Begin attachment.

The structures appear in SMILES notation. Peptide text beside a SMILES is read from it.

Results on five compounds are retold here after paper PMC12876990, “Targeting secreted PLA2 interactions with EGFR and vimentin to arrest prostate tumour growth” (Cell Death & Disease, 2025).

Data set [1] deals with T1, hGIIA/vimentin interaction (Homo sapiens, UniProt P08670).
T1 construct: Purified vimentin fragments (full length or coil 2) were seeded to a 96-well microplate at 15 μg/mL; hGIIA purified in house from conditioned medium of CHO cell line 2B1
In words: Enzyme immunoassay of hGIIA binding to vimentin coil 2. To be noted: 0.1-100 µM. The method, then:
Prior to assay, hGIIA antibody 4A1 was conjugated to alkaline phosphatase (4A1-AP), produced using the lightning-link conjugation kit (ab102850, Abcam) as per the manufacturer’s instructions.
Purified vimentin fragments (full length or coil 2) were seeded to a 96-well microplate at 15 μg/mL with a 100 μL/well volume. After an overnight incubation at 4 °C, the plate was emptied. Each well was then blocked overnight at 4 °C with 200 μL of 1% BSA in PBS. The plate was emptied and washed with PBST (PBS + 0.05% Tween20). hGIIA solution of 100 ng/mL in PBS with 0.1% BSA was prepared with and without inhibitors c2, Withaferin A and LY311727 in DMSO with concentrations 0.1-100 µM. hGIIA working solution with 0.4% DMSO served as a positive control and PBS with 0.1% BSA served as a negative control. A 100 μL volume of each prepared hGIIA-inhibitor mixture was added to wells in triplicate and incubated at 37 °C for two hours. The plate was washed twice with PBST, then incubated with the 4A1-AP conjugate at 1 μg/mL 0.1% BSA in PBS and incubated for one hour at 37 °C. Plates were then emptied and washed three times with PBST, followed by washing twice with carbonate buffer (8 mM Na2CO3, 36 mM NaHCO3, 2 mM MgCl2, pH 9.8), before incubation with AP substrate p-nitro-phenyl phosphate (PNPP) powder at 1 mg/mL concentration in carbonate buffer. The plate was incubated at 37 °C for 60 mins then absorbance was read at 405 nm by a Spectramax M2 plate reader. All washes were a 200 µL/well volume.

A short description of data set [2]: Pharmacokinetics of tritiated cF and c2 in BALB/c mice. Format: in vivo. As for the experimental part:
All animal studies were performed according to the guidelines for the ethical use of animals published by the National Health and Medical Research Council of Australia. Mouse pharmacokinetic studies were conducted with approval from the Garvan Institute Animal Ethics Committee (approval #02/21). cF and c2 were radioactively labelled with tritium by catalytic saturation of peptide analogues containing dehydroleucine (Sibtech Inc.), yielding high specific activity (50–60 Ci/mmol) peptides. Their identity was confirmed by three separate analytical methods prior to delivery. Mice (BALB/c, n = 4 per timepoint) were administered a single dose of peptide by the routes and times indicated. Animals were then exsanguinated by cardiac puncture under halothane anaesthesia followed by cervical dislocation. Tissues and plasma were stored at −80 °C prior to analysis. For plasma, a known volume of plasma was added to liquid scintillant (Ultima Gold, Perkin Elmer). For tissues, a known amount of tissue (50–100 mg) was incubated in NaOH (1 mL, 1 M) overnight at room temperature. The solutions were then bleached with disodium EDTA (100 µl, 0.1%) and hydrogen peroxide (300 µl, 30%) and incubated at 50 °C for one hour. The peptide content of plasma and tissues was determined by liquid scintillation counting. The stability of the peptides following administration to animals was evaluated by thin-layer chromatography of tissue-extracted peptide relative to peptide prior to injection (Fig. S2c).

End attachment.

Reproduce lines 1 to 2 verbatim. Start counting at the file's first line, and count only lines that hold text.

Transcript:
The structures appear in SMILES notation. Peptide text beside a SMILES is read from it.

Results on five compounds are retold here after paper PMC12876990, “Targeting secreted PLA2 interactions with EGFR and vimentin to arrest prostate tumour growth” (Cell Death & Disease, 2025).